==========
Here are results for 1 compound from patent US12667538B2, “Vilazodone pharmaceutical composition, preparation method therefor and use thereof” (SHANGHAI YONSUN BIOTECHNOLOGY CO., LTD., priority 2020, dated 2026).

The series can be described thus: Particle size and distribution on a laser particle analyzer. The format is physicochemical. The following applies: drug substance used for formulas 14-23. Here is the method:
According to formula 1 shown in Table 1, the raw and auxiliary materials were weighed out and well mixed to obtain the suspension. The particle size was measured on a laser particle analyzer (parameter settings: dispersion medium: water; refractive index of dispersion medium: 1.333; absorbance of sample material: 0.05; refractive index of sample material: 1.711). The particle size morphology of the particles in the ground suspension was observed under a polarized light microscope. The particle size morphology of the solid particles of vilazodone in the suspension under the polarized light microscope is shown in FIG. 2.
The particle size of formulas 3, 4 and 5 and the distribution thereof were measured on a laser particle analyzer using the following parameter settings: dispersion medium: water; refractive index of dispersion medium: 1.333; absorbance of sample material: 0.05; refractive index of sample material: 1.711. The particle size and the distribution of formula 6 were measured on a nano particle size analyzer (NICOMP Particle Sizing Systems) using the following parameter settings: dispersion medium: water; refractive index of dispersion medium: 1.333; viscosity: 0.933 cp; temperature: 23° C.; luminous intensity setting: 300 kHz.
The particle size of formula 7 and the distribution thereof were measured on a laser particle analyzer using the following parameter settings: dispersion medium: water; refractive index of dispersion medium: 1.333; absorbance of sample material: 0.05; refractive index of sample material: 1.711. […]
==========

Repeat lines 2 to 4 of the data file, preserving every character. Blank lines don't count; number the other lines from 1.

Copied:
The series can be described thus: Particle size and distribution on a laser particle analyzer. The format is physicochemical. The following applies: drug substance used for formulas 14-23. Here is the method:
According to formula 1 shown in Table 1, the raw and auxiliary materials were weighed out and well mixed to obtain the suspension. The particle size was measured on a laser particle analyzer (parameter settings: dispersion medium: water; refractive index of dispersion medium: 1.333; absorbance of sample material: 0.05; refractive index of sample material: 1.711). The particle size morphology of the particles in the ground suspension was observed under a polarized light microscope. The particle size morphology of the solid particles of vilazodone in the suspension under the polarized light microscope is shown in FIG. 2.
The particle size of formulas 3, 4 and 5 and the distribution thereof were measured on a laser particle analyzer using the following parameter settings: dispersion medium: water; refractive index of dispersion medium: 1.333; absorbance of sample material: 0.05; refractive index of sample material: 1.711. The particle size and the distribution of formula 6 were measured on a nano particle size analyzer (NICOMP Particle Sizing Systems) using the following parameter settings: dispersion medium: water; refractive index of dispersion medium: 1.333; viscosity: 0.933 cp; temperature: 23° C.; luminous intensity setting: 300 kHz.